During a crisis, marketers must adjust and adapt their marketing strategies to better serve their customers in a dynamic time. Following the steps below can help you identify and implement changes in order to offer your customers some stability and inform them on how your brand can help during a difficult situation. Find out what several successful businesses did and what you can learn from their examples.
Lean on your third-party consultants and marketing technologies
Marketers should already possess the tools needed to stay nimble and current in their communication with their customers. Leaning on your existing consultants and third-party marketing technologies can help you navigate this change. Think about leveraging your A/B testing platform as a CMS (content management system) to:
Quickly update company? messaging,
Rearrange site content,
Target specific segments of visitors,
Stay in compliance with local ordinances,
And provide site visitors with peace of mind and much more.
Act swiftly and get necessary messaging live as soon as possible. During the initial stages of the COVID-19 pandemic, many industries faced immediate changes to their operations, procedures, and policies. It is imperative that change is well-articulated to your site visitors.
It is crucial to keep a close eye on site visitor behavior throughout the full lifecycle of the pandemic. Tracking trends can help you gain a better understanding of how conversion has shifted during this time and your audience sentiment. This will help position you to navigate the current climate and work towards the future. Another way to do this is to utilize your existing A/B testing platform to run monitoring campaigns to glean insights into specific visitor segments. This will assist in identifying over and underperforming segments of visitors, so that you can better target and personalize content as it pertains to an evolving situation. For example, during COVID-19, it can be helpful to filter reports by date ranges that correspond with different phases of the virus. You may see visitor sentiments shift between lockdown and reopening.
With many call centers at capacity or unable to respond to customers’ inquiries, adding helpful resources to your site can help relieve strain on customer support departments and increase transparency with visitors. Think about adding a FAQ page dedicated to changes in procedure specifically stemming from the crisis you are facing or incorporating new content into existing FAQ pages or resources. This is a great way to promote the positive changes you have made to your procedures or to highlight a recent corporate social responsibility initiative that your business took in response to the crisis.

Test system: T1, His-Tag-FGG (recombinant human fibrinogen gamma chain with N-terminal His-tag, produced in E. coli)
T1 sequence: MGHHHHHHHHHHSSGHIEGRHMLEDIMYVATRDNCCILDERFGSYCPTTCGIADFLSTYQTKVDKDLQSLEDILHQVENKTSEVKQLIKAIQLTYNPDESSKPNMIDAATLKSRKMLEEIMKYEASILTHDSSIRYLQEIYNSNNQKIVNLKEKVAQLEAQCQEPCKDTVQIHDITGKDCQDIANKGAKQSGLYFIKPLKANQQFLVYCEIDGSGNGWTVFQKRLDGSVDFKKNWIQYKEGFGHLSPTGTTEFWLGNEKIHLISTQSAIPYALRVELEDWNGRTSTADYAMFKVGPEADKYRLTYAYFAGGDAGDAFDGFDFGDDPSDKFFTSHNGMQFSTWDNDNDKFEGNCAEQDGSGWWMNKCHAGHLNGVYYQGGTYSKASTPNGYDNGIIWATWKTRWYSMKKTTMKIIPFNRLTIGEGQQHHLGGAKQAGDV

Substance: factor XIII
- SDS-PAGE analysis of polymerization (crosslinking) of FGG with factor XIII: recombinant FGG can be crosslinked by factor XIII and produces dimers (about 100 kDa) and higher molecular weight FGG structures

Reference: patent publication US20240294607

During COVID-19, many companies provided links and resources to CDC guidelines to eliminate questions around why certain types of change is required. For example, most airlines added a link to a CDC article supporting their new mask-wearing requirement to help educate visitors about why this change is necessary.
It is critical that companies continue to engage with their customers, even those in industries that have been hit hard. Businesses that went radio silent will not be top of mind when the crisis abates, and customers are ready to re-engage. Instead, consider a steady stream of relevant information, inspiration, or appropriate promotions. It can also be very beneficial to continue with A/B testing. Even if the campaign roadmap you had in mind likely no longer makes sense, look to test messaging or other changes that could improve the visitor experience in the current climate.
For example, many retailers who previously did not offer free shipping are now doing so during the COVID-19 crisis. Testing which "Free Shipping" messaging resonates best with your audience could prove to be an easy "win". Or with travel clients, a fine line might exist between providing just the right amount of reassurance messaging and putting too much information in the reservation booking funnel. Having too much reassurance messaging might hurt the chances of converting even the most carefree traveler just as easily as a funnel with no reassurance messaging could cause a more cautious traveler to think twice before converting. That threshold can be determined by running an A/B or multivariate test.
Rethink products or services that don’t really make sense during a crisis. Can these products or services be rebranded or changed to be made relevant to the current sentiment among visitors?
During the current pandemic, we saw hotel chains offer up hotel rooms to those in need, some retailers moved from a buy-one-get-one model to a buy-one-give-one model, and food deliveries have switched to contactless delivery. Put yourself in the customer’s shoes and see if your current offerings make sense. If they don’t, see if they can be made more relevant or if they should be abandoned altogether.
Look beyond the current forecast of these trying times and start thinking about creating a strategic roadmap for the next three, six, or twelve months. Conduct market research, look at current and projected trends, and work with existing business objectives to create a testing and personalization roadmap to aid in the recovery. With shifting visitor behaviors, it is critically important to be able to test which changes resonate with which segments of visitors.
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